Practice Model: Psycho-Social Analytic Therapy

In the last 18 months I have been engaged in the creation of  a new model of work. It is based on ideas from evolutionary psychology, critical analysis of research on the nature of mind, sociology, anthropology, language and communication philosophy and some ideas built into the foundations of  psycho-analysis. I call the model P.S.A.T which stands for Psycho-Social Analytic Therapy.

The reason for developing this new way of working is because I have found it interesting and to a degree frustrating that therapists who use their  different models of thinking and working  do not seem to have have not significantly questioned the limits of  their models or their own working models and practices and certainly do not seem to want to connect their ideas to those ideas and theories taken from science, sociology, evolutionary theory, language and philosophy and simple but powerful critical analysis of ideas. As a clinician who’s ethos includes science and rational philosophical thinking I have found it essential to constantly question my own ideas and practices so that my work with clients is constantly improved. If theories don’t make sense or if there is no evidence that they work I stop using them. I also find it absurd that boundaries have developed around certain therapeutic models and that the boundaries do not always have a rational or scientifically clinical basis for their existence.

Regardless of the model my ethos remains unchanged.  I aim to be gentle, empathic and respectful of my clients. To remain aware and appreciative of  gender, age,  sexuality, culture, faith, race, ability, economic group. Have my clients’ best interests as the highest obligation and to be intellectually rigorous in my approach to clinical development and thinking generally.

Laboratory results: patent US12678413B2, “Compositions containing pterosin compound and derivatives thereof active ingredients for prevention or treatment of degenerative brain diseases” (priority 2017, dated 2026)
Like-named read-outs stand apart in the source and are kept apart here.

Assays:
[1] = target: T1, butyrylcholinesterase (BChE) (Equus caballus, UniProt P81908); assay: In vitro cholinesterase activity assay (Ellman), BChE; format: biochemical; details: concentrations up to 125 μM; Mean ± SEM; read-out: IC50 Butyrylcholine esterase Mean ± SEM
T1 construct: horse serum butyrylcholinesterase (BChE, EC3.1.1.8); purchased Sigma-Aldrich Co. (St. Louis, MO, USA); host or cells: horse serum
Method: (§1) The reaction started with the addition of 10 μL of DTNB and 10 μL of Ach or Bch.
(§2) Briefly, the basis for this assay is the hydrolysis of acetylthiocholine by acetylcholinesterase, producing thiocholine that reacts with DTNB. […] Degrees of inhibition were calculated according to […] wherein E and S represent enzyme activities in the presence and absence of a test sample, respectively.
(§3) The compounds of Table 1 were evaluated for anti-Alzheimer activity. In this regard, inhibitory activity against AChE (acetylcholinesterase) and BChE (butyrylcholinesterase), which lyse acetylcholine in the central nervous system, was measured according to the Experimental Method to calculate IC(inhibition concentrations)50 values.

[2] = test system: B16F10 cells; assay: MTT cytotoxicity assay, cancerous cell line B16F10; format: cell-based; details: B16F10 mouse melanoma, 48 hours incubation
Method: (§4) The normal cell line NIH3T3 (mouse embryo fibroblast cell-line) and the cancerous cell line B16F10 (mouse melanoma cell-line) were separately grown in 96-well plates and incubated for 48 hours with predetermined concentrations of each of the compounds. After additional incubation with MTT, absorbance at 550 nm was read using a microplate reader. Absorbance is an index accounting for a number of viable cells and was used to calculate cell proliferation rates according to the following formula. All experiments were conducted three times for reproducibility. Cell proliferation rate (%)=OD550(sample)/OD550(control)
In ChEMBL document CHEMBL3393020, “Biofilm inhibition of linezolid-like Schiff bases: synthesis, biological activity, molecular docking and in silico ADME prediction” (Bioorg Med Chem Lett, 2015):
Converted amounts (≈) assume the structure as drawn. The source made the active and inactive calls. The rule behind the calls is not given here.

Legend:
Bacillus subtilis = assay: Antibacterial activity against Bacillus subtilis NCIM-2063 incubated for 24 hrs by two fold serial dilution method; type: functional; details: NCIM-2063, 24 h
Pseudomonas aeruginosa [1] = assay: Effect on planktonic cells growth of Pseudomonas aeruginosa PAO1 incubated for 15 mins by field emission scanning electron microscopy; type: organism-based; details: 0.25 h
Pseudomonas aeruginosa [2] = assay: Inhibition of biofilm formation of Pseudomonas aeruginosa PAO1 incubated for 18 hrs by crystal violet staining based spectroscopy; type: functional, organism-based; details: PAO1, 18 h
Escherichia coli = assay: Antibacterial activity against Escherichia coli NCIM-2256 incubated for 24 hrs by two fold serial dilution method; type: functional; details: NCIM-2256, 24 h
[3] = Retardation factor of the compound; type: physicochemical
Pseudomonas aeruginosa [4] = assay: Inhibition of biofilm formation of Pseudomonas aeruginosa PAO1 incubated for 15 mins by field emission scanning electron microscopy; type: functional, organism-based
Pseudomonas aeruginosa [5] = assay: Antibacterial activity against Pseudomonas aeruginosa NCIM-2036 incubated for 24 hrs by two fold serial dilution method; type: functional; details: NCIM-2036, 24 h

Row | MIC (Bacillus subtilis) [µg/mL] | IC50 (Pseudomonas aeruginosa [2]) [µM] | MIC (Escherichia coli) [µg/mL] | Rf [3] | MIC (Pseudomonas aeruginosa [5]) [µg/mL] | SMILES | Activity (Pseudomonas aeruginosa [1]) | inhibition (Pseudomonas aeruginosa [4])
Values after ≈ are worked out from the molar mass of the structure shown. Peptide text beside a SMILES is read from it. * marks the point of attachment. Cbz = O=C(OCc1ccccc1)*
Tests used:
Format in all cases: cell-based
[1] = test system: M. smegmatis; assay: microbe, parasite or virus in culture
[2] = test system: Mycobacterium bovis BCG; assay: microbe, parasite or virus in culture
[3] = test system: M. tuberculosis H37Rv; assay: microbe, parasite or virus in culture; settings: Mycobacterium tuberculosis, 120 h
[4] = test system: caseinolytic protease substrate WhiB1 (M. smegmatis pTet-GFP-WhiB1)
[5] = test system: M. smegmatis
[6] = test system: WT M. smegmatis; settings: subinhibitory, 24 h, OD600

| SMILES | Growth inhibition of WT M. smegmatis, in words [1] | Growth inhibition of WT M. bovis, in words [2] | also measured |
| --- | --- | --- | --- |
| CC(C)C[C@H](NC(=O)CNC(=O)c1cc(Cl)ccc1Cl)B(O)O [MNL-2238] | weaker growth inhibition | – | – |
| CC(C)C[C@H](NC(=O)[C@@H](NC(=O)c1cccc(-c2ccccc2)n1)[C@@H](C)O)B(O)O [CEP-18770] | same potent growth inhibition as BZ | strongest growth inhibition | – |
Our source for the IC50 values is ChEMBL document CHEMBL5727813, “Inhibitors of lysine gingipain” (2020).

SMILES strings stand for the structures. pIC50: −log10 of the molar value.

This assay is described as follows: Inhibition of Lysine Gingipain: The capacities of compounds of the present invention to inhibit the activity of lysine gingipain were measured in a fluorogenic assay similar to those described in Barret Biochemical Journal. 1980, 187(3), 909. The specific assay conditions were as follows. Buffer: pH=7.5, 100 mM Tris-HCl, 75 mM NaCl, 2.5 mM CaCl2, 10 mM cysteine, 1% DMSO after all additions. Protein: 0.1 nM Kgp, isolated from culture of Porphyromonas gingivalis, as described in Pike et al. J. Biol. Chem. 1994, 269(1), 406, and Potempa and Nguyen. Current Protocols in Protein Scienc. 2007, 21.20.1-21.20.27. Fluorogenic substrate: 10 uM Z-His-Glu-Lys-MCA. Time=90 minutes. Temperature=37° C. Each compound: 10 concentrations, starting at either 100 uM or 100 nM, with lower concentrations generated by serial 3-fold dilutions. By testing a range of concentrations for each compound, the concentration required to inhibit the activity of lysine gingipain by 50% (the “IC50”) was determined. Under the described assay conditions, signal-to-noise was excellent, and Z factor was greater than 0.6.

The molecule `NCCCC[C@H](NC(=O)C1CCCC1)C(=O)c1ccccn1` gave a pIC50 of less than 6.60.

Using ideas from many schools of  psychotherapy and psychoanalysis and developing and adjusting both the theoretical basis of the notions and the working practices I have created my own model. It takes account of current and scientific thinking about individual psychology, evolutionary psychology and combines it with psycho-social and sociological and anthropological thinking about human beings in society, in groups and in families. My model is analytic in sense that I hold the belief that there is a reality and that the individual client or couple or family are living in the reality the totality of which involves them in distress and emotional pain. The individual exists but so to does the group and or the couple. They cannot be separated, but they may require individual, separate, help or support. I also subscribe to the philosophical notion known as social construction. Essentially I hold that individuals in communication, whether directly as in conversation and dialogue or indirectly as through culture, the media and in society generally, co-create meanings and or beliefs and or cultural practices are ever changing.

With couples, and or with families, (together and or separately), I may explore each persons thoughts, feelings, beliefs and history – through appreciative enquiry and dialogue – while also exploring the individual’s, couples’, group’s social and behavioural dynamic. With families this same exploration may be appropriate, but it may be much more complex because of the increased social dynamics; more people, more individual psychologies in play.